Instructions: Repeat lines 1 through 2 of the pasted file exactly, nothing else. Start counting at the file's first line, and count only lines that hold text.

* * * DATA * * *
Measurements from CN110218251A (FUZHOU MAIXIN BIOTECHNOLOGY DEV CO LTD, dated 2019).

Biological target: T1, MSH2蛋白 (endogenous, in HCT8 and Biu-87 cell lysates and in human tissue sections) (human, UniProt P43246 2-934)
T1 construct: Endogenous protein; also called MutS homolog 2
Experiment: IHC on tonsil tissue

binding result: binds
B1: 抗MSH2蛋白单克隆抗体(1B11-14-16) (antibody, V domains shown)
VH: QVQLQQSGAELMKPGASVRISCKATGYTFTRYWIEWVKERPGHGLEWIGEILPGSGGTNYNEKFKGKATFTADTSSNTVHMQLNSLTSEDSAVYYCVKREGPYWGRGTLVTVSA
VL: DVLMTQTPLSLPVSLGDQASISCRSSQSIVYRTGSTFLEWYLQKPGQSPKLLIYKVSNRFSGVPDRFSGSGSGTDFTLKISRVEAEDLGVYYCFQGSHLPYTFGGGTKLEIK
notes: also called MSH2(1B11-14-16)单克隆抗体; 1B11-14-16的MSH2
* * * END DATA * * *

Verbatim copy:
Measurements from CN110218251A (FUZHOU MAIXIN BIOTECHNOLOGY DEV CO LTD, dated 2019).

Biological target: T1, MSH2蛋白 (endogenous, in HCT8 and Biu-87 cell lysates and in human tissue sections) (human, UniProt P43246 2-934)